Unprecedented pressure exerted by young activists will push world leaders to address the unfolding climate crisis, even with a recalcitrant U.S. under Donald Trump, Greta Thunberg told the Guardian.
Thunberg, the teenager whose school climate strikes have ignited a global youth-led movement, said that her journey to New York on a solar-powered yacht was symbolic of the lengths young people will take to confront the climate crisis.
She said: “It’s insane that a 16-year-old has to cross the Atlantic in order to take a stand, but that’s how it is. It feels like we are at a breaking point. Leaders know that more eyes on them, much more pressure is on them, that they have to do something, they have to come up with some sort of solution. I want a concrete plan, not just nice words.”
Thunberg’s vessel emerged from the mist of an unseasonably drizzly day to be met by a throng of supporters and media at a marina near the southern tip of Manhattan on Wednesday. Her arrival was heralded by a flotilla of 17 sailboats, charted by the U.N., that intercepted her vessel near the Statue of Liberty.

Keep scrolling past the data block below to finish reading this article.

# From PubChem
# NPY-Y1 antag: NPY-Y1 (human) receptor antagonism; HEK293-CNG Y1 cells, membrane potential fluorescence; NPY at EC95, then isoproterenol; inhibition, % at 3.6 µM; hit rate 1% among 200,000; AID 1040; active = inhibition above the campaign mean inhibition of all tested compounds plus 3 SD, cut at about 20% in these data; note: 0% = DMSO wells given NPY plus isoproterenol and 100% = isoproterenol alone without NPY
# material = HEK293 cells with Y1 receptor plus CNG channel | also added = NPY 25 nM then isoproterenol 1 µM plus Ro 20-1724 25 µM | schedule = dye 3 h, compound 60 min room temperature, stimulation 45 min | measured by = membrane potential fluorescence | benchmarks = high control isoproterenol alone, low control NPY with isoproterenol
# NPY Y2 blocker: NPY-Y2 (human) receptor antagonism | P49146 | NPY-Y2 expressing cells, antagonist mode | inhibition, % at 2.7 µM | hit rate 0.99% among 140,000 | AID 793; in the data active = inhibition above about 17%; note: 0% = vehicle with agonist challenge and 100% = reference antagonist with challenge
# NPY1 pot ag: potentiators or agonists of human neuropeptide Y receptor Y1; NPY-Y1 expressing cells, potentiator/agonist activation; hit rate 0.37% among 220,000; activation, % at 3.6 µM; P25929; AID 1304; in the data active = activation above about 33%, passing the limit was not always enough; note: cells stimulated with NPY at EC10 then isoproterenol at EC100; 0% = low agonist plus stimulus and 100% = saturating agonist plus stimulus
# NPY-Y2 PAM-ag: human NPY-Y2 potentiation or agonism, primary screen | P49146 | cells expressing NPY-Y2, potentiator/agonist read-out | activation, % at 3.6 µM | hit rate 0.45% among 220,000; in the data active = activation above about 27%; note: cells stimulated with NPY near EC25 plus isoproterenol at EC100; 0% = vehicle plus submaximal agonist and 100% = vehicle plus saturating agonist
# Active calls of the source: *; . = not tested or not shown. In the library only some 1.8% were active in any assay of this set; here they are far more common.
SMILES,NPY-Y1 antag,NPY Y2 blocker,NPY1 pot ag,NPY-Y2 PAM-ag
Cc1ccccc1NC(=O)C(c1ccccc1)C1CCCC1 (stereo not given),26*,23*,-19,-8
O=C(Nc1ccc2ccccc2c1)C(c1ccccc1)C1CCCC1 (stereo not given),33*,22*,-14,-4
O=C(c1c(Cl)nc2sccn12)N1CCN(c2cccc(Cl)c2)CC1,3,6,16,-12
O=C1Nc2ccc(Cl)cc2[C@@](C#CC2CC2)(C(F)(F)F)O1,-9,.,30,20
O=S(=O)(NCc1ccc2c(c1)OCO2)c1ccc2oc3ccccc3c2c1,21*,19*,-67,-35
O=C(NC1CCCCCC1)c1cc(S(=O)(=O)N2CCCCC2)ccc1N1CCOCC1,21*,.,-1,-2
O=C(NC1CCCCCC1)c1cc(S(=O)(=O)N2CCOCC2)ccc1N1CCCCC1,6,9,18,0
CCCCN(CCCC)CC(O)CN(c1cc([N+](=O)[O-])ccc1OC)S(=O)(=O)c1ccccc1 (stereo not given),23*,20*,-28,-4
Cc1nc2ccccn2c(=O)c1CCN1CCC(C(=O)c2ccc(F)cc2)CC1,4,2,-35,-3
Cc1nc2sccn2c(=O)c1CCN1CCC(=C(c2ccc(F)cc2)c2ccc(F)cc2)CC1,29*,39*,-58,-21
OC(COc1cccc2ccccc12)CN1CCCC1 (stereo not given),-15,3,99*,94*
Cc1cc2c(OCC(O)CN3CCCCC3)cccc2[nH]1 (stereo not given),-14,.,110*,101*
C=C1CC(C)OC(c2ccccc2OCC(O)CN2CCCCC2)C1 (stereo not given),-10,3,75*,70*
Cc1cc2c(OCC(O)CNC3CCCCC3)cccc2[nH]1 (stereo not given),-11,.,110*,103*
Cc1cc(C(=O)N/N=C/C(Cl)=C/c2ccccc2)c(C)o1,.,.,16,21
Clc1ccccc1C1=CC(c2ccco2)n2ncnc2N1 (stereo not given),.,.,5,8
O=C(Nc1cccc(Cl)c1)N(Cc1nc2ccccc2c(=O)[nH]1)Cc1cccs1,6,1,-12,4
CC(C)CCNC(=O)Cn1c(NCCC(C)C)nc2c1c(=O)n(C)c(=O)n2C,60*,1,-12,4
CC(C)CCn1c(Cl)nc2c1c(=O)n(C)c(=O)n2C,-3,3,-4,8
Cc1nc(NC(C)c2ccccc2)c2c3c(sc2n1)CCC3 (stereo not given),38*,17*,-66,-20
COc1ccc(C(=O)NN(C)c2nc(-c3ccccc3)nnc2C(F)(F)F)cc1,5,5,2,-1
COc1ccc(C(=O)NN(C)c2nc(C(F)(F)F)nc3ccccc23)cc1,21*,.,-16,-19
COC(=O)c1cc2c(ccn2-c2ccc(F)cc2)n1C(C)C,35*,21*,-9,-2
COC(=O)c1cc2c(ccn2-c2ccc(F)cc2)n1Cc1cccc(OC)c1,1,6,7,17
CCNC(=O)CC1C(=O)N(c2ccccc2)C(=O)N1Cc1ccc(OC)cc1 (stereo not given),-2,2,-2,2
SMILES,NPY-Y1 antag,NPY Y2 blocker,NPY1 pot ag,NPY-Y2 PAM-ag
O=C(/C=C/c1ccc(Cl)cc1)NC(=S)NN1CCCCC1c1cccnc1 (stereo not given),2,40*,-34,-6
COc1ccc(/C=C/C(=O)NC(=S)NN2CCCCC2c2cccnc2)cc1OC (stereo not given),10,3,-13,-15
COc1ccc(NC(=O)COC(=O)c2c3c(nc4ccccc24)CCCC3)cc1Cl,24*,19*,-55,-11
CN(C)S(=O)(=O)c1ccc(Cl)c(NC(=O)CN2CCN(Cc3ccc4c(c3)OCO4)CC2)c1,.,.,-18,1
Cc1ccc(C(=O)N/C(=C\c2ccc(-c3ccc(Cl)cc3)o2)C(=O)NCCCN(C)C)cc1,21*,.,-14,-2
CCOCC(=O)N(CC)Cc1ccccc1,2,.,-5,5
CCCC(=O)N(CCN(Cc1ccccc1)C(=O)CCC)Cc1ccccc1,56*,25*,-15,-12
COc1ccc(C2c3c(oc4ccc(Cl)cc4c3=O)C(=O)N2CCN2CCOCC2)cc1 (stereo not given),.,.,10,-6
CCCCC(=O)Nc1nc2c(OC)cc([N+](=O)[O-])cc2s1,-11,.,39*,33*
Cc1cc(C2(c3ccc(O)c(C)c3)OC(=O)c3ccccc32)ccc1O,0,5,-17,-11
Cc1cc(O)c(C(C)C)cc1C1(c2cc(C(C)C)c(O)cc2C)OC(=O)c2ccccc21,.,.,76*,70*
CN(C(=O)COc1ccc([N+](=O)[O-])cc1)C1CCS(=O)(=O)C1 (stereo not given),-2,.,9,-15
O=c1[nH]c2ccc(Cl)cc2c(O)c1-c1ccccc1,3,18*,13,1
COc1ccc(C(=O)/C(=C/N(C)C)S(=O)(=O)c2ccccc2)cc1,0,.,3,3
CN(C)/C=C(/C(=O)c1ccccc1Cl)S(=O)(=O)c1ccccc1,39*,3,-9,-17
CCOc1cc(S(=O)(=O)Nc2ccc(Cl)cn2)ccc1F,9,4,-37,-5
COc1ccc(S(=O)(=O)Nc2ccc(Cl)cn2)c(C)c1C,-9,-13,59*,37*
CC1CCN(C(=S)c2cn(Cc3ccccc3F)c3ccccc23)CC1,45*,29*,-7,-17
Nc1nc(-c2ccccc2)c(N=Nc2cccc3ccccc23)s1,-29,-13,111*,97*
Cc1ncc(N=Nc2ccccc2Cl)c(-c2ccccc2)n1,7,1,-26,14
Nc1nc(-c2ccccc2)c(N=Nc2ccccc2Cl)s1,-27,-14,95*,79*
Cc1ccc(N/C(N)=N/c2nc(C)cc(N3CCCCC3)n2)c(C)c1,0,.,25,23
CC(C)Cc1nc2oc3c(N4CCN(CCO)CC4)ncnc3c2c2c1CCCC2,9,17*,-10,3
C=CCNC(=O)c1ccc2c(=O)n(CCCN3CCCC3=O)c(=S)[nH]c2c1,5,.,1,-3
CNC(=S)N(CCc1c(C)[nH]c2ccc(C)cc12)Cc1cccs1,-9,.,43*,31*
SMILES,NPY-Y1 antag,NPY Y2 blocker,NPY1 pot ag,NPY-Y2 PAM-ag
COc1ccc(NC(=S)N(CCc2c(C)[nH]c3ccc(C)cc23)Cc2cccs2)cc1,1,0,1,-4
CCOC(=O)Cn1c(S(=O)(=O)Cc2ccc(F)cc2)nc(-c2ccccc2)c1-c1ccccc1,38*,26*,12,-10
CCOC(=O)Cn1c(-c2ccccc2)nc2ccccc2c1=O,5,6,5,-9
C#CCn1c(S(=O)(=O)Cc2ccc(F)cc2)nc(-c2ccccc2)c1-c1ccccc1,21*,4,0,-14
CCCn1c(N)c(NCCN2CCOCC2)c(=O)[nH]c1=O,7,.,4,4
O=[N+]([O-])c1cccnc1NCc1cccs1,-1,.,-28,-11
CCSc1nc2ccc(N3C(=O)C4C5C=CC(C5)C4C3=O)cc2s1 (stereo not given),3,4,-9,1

Supporters chanted “welcome Greta” as the Swedish teenager stepped off the yacht, shook some outstretched hands and said that it felt like the ground was shaking beneath her feet.
Thunberg told the Guardian: “It’s so overwhelming. I’ve gone from nothing but me and the ocean to this.”
Despite the adulation from the crowds, Thunberg said she didn’t relish being cast as the global figurehead of the climate movement.
She said: “My role is to be one of many, many activists who are pushing for climate action. I don’t see myself as a leader, or icon, or the face of a movement.”